High interest rates on automobile and house loans will continue as the Reserve Bank of India (RBI) Tuesday decided to keep key interest rates unchanged in its fifth bi-monthly policy review of the current fiscal.
RBI Governor Raghuram Rajan said a change in the monetary policy at the current juncture will be premature and he will wait for the decrease in inflation to continue.
RBI Governor Raghuram Rajan
However, he also mentioned the possibility of a rate cut early next year if the current downturn in inflation momentum continues.
He even predicted an interest rate reduction "outside the policy review cycle" if the data so permits.
"The policy is led by the data we are receiving and we need to be relatively sure that there is a moderation in inflation. We have had a couple of months (of low inflation) after 4-5 years of high inflation, we have to make sure that this is for real, especially because we do not want to flip flop," Rajan said.
RBI had kept a target for bringing down inflation by six percent in 2015. Current data has shown that the country's annual retail inflation eased to a record low of 5.52 percent in October. The wholesale inflation has also dipped. It was down to 1.77 percent from 2.38 percent.
At the same time, factory output, measured by the Index of Industrial Production (IIP), grew by just 2.5 percent during September pointing towards the persistent weakness in spurring manufacturing activity.
The central bank's action is along expected lines as most analysts had predicted a status quo, considering the macro-economic situation and current data.
"Industry was hoping that, given the combination of persistent weak demand and sustained moderation in inflation, the Reserve Bank could have found merit in an accommodative stance on interest rate reduction," said Sidharth Birla, president, Federation of Indian Chambers of Commerce and Industry (FICCI) .
The Confederation of Indian Industry (CII) predicted a more accomodative monetary policy early next year.
"RBI has leaned in favour of anchoring inflationary expectations in its pursuit of finding a solution to the growth-inflation conundrum which is as per market expectations," commented Ajay S. Shriram, president, CII.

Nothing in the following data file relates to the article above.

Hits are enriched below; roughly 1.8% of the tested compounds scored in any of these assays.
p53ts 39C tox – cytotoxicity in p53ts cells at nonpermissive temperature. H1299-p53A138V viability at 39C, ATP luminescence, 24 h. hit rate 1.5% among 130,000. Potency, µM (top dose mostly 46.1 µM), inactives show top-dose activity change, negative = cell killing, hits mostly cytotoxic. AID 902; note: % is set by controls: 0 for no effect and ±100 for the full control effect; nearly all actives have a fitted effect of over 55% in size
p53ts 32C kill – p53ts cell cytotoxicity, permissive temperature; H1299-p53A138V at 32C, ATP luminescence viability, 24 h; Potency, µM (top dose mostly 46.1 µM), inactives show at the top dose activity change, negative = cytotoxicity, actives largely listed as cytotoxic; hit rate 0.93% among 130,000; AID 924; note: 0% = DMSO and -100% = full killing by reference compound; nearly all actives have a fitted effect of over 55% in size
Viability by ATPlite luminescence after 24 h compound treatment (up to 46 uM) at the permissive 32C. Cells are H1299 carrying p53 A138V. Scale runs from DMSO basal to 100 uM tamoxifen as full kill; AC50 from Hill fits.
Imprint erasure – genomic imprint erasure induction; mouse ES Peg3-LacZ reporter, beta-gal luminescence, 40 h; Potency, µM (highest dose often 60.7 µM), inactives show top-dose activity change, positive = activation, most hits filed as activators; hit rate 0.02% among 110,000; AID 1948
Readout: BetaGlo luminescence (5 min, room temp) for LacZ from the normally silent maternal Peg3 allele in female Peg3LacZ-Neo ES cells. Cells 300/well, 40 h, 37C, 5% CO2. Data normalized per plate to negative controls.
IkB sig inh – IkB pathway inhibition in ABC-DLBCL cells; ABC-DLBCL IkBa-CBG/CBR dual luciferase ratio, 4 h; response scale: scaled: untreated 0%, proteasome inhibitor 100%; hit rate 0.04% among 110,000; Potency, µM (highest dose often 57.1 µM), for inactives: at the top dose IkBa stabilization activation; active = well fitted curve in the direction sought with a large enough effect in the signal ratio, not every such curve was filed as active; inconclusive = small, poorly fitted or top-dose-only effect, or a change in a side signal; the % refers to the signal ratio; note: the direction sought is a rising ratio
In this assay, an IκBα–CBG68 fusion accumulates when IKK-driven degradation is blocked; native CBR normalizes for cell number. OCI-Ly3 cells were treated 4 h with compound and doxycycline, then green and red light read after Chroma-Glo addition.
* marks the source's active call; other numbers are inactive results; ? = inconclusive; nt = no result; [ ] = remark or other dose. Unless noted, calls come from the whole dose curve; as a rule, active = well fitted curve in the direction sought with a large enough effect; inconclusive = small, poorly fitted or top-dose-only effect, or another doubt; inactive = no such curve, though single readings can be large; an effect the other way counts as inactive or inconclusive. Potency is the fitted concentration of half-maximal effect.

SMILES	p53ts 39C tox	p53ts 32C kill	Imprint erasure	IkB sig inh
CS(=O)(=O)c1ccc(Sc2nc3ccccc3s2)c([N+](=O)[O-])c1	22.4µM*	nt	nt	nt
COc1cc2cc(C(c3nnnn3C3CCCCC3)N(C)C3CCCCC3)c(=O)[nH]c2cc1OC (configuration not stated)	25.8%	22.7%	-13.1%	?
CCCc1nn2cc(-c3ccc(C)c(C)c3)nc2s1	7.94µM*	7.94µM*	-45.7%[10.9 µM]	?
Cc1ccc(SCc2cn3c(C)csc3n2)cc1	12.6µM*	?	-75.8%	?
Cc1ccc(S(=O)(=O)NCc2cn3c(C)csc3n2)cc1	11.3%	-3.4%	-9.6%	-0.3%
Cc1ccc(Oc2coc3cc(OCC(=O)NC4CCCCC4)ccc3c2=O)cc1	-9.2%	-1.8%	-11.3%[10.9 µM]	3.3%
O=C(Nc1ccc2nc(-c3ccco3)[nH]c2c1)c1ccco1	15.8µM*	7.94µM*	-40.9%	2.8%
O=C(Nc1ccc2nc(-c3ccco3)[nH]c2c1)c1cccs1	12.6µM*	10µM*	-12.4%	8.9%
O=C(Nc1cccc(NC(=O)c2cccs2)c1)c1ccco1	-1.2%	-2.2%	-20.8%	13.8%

Though the RBI took a dovish stand by hinting at a rate cut early next year, the Associated Chambers of Commerce and Industry of India (Assocham) lamented the missed opportunity for RBI at this fifth policy review in the current fiscal.
"RBI has obviously overlooked strong demand from the industry for a cut in the interest rates. The industry's demand for lower interest rates was fully justified," Assocham president Rana Kapoor said.
"For one, the concerns over the inflation have largely been addressed with crude oil prices ruling at five-year low. We cannot ask for more. Secondly, growth remains muted. Certainly if we need to really go in for the 'Make in India’ initiative in the right earnest, the growth must be given priority," he added.
The government said it looks forward to the RBI supporting the revival of growth and employment.
"The Government and RBI will work towards a monetary policy framework that will help institutionalize the gains achieved on the inflation front so as to reduce inflationary expectations and further support the revival of investment and growth," a finance ministry statement said.
The markets though were highly disappointed. The benchmark index of Indian equities markets plunged 116 points or 0.40 percent.
The move by the RBI resulted in heavy selling in auto, information technology (IT) and oil and gas sectors, while healthy buying was observed in healthcare, metal and capital goods.
The 30-scrip Sensitive Index (Sensex) of the S&P Bombay Stock Exchange (BSE), which opened at 28,522.46 points, closed at 28,444.01 points, down 115.61 points or 0.40 percent from the previous day's close at 28,559.62 points.
The wider 50-scrip Nifty of the National Stock Exchange (NSE) also closed trade in red. It was down 31.20 points or 0.36 percent at 8,524.70 points.
The takeaways of the latest policy review:
-- RBI maintains key interest rates in Repo, reverse repo and CRR.
-- No change in SLR or reserve ratio of commercial banks.
-- No addition of liquidity in the market.
-- Economy to remain sluggish as weak demand may be hamper by high lending rates.
-- RBI strongly hints at a possible rate cut in early next year.
-- Industry unhappy but reconciles with RBI's dovish stand.